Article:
The Chase House Remembered
Tony Chase and Saundria Chase Gray in Conversation with David Heymann
January 14, 2021, 4:00 p.m. CST, Zoom
Presented by Rice Design Alliance together with AIA Austin, Austin Foundation for Architecture, AIA Houston, Architecture Center Houston, National Organization for Minority Architects (NOMA), and NOMA Houston.
Join Tony Chase and Saundria Chase Gray, in discussion with David Heymann, FAIA, Harwell Hamilton Harris Professor, The University of Texas at Austin School of Architecture, to hear about growing up in a remarkable work of architecture.
In 1959 the American architect John Saunders Chase, FAIA, completed a modernist house in Houston for his own family. It was an extraordinary achievement. No white architect would hire Chase for the necessary professional internship when he – the first African American to enroll in and graduate from The University of Texas School of Architecture – arrived in the city in 1952. Chase instead had to petition the state for special permission to take the licensing exam, and in 1954 he became the first African American registered as an architect in Texas.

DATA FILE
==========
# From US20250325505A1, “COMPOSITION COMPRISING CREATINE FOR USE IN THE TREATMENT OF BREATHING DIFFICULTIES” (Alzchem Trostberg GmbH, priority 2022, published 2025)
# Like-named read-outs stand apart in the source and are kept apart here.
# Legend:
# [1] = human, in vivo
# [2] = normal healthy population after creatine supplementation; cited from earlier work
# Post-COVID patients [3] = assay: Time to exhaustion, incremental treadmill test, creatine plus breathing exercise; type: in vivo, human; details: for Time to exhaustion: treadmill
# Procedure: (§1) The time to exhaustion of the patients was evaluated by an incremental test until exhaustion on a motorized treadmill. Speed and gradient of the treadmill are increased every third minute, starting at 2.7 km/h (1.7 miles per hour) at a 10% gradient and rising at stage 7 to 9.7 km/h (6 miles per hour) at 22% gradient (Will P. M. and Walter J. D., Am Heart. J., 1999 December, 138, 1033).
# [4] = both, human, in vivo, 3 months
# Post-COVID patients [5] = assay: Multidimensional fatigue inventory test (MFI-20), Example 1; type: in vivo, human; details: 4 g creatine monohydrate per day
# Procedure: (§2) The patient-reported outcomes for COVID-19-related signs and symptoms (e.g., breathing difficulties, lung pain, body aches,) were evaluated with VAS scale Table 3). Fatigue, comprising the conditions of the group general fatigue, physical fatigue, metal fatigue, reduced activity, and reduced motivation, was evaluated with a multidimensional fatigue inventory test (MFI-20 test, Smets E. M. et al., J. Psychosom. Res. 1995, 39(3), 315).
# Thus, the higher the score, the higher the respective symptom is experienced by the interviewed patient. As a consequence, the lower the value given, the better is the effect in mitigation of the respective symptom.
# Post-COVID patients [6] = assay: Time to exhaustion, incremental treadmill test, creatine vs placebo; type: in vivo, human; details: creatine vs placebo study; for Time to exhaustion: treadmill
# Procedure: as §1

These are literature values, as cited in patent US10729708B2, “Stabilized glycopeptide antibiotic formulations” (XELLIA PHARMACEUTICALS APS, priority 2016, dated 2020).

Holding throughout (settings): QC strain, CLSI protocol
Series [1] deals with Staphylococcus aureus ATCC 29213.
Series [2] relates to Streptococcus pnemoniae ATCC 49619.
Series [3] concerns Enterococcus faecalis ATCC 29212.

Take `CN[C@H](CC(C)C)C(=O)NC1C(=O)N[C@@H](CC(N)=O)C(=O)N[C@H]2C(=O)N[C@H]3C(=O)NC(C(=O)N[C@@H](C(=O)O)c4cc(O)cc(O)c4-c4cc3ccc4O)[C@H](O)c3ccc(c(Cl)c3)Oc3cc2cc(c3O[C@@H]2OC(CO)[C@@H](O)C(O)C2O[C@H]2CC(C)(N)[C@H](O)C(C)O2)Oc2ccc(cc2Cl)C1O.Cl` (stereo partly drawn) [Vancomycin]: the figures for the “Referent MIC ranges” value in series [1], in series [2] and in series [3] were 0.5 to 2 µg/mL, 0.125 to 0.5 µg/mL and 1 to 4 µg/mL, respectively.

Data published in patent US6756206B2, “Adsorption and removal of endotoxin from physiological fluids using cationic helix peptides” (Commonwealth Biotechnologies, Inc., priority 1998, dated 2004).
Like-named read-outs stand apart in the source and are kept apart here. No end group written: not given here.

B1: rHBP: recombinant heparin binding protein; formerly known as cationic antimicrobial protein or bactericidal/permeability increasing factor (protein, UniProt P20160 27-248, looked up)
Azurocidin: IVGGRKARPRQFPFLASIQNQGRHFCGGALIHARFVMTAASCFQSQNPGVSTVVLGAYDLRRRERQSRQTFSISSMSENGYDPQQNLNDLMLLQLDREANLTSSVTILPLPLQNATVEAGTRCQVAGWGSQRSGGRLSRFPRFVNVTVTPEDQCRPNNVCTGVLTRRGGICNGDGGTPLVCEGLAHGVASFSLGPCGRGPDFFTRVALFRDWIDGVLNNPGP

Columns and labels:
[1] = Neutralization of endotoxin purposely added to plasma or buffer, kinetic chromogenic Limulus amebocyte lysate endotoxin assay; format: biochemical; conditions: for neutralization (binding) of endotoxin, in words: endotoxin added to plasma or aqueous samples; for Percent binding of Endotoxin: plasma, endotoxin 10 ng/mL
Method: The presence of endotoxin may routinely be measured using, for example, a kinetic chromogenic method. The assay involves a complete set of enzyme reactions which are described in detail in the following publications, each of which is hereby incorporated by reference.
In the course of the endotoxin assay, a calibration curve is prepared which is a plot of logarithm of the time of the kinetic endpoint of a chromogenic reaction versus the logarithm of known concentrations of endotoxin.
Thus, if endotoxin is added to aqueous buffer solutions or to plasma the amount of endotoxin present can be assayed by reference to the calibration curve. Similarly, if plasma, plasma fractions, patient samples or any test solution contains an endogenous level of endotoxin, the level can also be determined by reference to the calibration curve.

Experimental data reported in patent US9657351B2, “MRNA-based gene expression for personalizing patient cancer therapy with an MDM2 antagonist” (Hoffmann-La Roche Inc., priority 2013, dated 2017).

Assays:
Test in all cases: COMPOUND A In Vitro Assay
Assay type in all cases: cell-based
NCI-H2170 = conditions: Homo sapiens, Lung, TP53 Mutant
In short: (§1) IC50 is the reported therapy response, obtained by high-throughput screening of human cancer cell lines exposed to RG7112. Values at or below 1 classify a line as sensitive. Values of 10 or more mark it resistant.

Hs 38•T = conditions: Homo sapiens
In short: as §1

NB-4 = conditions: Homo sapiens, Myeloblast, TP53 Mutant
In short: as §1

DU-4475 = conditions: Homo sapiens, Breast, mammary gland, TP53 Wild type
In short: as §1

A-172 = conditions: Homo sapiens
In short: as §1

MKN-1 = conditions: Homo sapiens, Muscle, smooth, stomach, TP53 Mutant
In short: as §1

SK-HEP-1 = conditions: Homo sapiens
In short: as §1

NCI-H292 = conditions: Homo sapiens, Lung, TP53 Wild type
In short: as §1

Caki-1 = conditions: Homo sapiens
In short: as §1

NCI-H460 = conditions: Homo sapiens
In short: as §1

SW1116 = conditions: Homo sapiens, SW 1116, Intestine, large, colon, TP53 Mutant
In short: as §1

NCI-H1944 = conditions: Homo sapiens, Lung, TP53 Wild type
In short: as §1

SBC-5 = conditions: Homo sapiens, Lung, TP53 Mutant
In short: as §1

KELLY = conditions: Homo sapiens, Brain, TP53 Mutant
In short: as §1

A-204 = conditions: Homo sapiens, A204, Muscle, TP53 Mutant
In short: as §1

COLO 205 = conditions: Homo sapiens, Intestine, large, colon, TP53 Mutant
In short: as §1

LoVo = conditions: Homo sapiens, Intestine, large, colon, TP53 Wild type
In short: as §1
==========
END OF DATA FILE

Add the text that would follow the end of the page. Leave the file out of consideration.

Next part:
Chase’s practice was flourishing by 1959. His progressive house was testimony to this accomplishment. The building was the first fully enclosed courtyard house – a type only initially experimented with by progressive architects across America at that time – in Houston. When Chase reconfigured the house in 1968, he transformed it architecturally into a great social stage. With the support of his wife, Drucie, the house served as a kind of lantern in the city, an epicenter for social, cultural, and political life.
This webinar is in conjunction with the publication of the book John S. Chase — The Chase Residence (Tower Books), edited and with an essay by David Heymann; an essay on Chase’s architectural career by historian Stephen Fox, Fellow of the Anchorage Foundation of Texas and Lecturer at Rice Architecture and the University of Houston Gerald D. Hines College of Architecture and Design; and drawings of the house by UT Austin School of Architecture graduate students.
AIA Credit: 1.0 LU
Above: John S. Chase—The Chase Residence (Tower Books), edited by David Heymann, with essays by David Heymann and Stephen Fox; John S. Chase with Anthony and John Jr., 1959.